While we’re just a few weeks into the New Year, you’ve likely seen headlines showcasing what will cost more this year. You’ll have to dig even deeper into your pocket to pay for everything from food to stamps to college education, travel, healthcare and more. In fact, even your biggest expense — housing — is getting pricier in 2014:
Zillow Projections: +3% nationally in 2014 While 2013′s double-digit gains in home appreciation were certainly economically beneficial (home prices are back at their peak levels in some areas), let’s be realistic: they’re not sustainable.This year, expect home values to continue to rise but at a more modest, balanced pace of about 3 percent, nationwide.
Zillow Projections: 5% As the Fed tapers its bond-buying programs and the economy continues to improve, expect mortgage rates to rise from a current level of about 4.6 percent to 5 percent by the end of 2014, making homes more expensive to finance. For example, the monthly payment on a $200,000 loan will rise by about $160. But there’s a silver lining for potential home buyers: it should be easier to get a mortgage this year because higher rates have slashed refinancing activity, prompting some banks to ramp up their purchase lending. Additionally, there will be more inventory on the market, and less competition from investors, as the home-buying process becomes less frenzied.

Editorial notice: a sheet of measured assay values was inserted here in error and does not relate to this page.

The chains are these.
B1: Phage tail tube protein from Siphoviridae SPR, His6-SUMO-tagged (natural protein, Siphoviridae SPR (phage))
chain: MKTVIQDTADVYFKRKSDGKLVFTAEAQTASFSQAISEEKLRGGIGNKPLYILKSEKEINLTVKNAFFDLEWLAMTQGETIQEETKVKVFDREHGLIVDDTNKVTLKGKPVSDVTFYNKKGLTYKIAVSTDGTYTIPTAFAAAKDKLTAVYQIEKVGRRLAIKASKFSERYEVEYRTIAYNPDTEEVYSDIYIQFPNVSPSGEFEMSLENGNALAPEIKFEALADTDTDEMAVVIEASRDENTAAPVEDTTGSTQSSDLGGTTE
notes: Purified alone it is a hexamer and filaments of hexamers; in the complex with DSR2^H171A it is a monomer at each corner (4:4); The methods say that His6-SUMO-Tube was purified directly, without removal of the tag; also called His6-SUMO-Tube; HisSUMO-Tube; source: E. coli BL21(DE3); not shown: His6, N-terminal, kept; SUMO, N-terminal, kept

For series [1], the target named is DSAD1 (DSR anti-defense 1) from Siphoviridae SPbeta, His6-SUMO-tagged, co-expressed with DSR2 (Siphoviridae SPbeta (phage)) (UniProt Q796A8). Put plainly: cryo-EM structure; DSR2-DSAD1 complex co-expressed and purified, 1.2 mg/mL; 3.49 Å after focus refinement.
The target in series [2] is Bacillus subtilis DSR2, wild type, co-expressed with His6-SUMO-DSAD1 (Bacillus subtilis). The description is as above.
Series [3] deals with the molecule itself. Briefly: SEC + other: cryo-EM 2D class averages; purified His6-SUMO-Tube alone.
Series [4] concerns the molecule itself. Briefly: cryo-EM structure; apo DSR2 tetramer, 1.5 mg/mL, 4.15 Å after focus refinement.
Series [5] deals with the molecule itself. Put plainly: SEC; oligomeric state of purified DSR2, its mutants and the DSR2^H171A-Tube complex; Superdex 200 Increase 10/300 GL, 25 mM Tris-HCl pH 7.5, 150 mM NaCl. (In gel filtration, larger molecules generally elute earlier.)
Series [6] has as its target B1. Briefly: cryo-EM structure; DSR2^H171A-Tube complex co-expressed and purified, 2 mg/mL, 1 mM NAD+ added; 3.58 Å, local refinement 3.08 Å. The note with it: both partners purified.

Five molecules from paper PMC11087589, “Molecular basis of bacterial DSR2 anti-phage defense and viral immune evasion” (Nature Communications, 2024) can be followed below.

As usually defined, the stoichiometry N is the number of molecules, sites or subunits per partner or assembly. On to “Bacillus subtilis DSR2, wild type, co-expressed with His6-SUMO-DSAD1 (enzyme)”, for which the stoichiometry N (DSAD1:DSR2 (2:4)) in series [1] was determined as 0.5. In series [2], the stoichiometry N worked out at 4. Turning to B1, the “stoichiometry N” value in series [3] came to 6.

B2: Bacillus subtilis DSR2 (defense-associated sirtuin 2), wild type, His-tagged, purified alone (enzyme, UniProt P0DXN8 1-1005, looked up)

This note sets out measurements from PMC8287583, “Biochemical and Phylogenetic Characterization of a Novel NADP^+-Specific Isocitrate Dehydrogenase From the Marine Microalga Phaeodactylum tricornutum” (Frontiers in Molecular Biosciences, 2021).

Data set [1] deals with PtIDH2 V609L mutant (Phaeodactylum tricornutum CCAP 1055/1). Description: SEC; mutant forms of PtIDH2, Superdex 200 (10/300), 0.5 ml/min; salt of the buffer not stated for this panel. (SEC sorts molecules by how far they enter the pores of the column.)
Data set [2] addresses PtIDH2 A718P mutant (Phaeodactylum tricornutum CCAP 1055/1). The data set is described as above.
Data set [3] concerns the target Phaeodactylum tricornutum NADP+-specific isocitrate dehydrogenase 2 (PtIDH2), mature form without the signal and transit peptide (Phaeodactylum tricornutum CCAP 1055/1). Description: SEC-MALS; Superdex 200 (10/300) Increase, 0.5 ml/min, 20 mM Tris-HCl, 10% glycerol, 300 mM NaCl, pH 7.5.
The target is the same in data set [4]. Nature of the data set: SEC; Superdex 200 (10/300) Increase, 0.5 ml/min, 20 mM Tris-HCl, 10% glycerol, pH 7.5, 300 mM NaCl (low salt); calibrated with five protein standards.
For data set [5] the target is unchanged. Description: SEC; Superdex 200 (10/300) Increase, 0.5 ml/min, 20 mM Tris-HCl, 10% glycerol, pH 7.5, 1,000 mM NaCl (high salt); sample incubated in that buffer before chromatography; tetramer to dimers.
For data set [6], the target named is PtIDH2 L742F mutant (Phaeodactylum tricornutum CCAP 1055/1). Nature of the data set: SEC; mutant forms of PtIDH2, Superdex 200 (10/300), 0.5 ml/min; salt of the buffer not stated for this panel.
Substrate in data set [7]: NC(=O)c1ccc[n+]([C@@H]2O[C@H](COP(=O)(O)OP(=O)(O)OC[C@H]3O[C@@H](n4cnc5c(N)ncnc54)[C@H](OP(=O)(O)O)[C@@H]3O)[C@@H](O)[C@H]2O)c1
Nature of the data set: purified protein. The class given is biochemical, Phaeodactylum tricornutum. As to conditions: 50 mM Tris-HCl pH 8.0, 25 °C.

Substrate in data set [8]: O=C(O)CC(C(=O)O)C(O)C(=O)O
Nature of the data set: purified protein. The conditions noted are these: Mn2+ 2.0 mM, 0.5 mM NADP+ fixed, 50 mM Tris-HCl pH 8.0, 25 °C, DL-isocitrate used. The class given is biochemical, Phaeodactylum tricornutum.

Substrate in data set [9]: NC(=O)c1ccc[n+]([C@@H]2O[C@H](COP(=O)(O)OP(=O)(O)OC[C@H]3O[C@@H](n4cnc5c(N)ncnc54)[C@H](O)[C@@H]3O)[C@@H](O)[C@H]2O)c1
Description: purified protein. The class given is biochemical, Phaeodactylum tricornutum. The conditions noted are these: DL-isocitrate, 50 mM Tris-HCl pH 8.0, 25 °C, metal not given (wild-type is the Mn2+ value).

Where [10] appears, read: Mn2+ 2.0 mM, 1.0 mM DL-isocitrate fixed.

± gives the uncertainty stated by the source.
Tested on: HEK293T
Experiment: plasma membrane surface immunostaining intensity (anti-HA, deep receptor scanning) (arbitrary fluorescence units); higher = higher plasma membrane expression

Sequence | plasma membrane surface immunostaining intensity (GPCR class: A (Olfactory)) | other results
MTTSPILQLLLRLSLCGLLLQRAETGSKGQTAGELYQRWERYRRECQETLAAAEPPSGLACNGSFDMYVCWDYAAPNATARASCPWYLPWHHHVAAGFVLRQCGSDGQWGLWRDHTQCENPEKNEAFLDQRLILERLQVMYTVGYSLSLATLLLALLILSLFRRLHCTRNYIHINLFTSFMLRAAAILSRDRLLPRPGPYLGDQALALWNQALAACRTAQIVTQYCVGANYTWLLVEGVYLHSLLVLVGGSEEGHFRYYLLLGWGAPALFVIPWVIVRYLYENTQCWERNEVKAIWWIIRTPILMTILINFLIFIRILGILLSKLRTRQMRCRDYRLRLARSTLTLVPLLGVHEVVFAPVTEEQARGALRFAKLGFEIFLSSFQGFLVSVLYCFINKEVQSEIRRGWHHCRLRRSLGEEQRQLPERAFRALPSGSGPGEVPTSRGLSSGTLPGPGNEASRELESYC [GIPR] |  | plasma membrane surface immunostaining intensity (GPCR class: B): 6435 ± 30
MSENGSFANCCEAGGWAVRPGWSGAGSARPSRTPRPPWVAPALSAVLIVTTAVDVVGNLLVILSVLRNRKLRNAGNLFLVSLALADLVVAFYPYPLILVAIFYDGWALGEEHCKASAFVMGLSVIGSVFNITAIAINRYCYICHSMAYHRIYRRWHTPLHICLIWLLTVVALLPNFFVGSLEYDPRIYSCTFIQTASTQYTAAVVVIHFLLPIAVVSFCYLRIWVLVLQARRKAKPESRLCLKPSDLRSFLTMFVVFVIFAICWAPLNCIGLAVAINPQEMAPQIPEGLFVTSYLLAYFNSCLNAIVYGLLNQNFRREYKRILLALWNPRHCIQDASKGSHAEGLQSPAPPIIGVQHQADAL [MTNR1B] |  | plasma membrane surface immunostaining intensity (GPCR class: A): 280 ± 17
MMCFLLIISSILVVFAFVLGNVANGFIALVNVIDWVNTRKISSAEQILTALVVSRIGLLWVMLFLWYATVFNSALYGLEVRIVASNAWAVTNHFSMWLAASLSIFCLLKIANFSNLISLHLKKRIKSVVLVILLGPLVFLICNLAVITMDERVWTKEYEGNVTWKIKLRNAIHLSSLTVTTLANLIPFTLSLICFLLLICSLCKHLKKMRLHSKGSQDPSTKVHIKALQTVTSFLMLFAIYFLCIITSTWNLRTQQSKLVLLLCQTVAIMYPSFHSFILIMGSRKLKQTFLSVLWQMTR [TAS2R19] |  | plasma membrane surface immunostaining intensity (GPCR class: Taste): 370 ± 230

Zillow Projections: +2.5% nationally in 2014 Rents have been rising for some time and there’s no end in sight, especially now, when the market is seeing limited supply coupled with high demand. The foreclosure crisis, tight credit conditions and economic uncertainty have forced more Americans to rent. Expect rents to continue to rise throughout 2014, so budget accordingly. Research prices in your area with tools such as Zillow’s Rent Index, maintain good credit, and consider bringing in roommates so that you don’t become a statistic. According to a recent report by Harvard Joint Center for Housing Studies, half of all U.S. renters are spending more than 30 percent of their income on rent, up from 19 percent a decade earlier.
Author: Vera Gibbons | Zillow.com